McKenzie Pediatrics (Jan 2010)
Nosebleeds (epistaxis) are very common throughout childhood. They are usually caused by dryness of the nasal lining combined with normal rubbing and picking or vigorous nose blowing. Children with nasal allergies are more susceptible to nosebleeds due to chronic irritation of the nasal lining and itchy nose.
- Gently squeeze the soft lower parts of the nose against the center wall for 10 minutes. Apply continuous pressure and if bleeding continues, move your point of pressure. Have your child lean forward and spit out any blood.
- If this fails, insert a piece of gauze saturated with decongestant nose drops (e.g. AfrinŽ) then repeat the process of squeezing the nose for 10 minutes. Leave the gauze in for another 10 minutes before removing it.
- Most nosebleeds will stop after 10 minutes of direct pressure if the parent is pressing on the right spot. After swallowing blood from a nosebleed, your child may vomit a little blood the same day or pass a dark stool the next day.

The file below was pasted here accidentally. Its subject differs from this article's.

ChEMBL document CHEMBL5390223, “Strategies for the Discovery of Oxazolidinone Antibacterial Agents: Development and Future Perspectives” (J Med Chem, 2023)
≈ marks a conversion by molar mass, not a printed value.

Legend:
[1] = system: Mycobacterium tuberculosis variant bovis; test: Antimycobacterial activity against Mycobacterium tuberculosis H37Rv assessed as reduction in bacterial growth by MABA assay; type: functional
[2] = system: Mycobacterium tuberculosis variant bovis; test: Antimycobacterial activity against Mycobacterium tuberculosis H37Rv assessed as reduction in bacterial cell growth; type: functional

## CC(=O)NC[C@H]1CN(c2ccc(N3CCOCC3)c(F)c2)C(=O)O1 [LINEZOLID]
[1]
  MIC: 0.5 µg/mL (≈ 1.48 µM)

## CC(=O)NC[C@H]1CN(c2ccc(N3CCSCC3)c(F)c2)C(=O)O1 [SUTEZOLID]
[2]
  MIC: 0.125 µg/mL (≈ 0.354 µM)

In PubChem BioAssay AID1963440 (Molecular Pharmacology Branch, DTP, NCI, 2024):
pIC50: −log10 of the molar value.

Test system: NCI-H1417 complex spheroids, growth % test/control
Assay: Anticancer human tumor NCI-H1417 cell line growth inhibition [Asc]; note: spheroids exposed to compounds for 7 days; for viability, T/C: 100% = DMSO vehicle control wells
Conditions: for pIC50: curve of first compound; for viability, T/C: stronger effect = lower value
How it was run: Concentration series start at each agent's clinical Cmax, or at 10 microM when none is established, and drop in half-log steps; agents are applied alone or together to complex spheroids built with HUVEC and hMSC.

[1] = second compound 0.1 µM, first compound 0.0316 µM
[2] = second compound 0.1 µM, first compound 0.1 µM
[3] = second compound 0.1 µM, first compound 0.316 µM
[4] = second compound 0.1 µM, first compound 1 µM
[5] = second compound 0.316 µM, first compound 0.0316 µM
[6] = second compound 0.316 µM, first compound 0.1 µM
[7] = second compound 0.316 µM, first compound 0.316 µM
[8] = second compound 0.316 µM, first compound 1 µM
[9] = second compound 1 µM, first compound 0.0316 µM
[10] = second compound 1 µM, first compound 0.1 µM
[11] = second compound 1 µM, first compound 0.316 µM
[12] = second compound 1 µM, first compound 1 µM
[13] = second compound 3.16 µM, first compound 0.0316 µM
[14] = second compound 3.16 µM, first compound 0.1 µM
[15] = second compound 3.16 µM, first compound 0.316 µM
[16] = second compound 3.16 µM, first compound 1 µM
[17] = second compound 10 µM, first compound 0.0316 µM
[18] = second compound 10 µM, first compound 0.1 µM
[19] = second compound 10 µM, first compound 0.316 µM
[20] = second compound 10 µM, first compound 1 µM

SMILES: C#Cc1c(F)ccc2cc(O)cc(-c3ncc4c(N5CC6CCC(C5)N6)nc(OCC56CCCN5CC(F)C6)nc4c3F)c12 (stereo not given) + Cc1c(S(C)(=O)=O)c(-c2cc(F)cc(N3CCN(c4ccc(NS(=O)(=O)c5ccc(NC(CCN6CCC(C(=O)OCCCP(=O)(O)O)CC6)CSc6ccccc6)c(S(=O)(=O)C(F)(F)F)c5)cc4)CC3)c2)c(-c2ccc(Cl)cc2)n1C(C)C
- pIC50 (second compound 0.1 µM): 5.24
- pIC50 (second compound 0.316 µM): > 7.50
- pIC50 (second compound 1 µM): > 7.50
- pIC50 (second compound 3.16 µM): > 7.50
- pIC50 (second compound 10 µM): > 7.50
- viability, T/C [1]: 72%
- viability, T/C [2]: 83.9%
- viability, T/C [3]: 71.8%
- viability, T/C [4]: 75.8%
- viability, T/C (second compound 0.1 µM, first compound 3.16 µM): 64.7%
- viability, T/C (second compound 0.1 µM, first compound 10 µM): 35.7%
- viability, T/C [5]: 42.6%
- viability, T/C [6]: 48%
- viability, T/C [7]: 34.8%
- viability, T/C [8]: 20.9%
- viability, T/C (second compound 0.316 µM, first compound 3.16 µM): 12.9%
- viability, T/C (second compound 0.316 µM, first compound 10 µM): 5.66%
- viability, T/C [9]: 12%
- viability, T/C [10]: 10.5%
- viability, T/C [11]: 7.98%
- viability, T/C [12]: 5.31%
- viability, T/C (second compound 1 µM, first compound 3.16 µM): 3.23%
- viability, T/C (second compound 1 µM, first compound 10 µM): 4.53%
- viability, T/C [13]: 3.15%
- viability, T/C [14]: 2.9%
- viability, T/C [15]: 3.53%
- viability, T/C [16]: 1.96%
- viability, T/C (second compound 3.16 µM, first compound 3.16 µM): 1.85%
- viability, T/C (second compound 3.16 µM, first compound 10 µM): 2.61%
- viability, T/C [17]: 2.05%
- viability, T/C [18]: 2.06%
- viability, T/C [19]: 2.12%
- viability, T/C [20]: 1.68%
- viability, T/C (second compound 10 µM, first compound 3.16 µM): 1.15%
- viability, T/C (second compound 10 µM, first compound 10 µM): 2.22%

- Call our office if:
- bleeding does not stop after 20 minutes of direct pressure applied correctly
- nosebleeds gets worse, or are becoming more frequent
- your child faints, feels dizzy or large amount of blood has been lost
- your child has nosebleeds with skin bruises or bleeding gums not caused by injury
- your child has 3 or more nosebleeds in 24 hours despite direct pressure applied correctly
- Apply small amount of petroleum jelly twice a day to the center wall of the nose.
- Use a humidifier to keep the nose from drying out.
- If your child has nasal allergies, taking antihistamines (e.g. Loratadine) daily will help. The physician might also prescribe a nasal steroid spray for regular use.
(Adapted from AAP Guideline)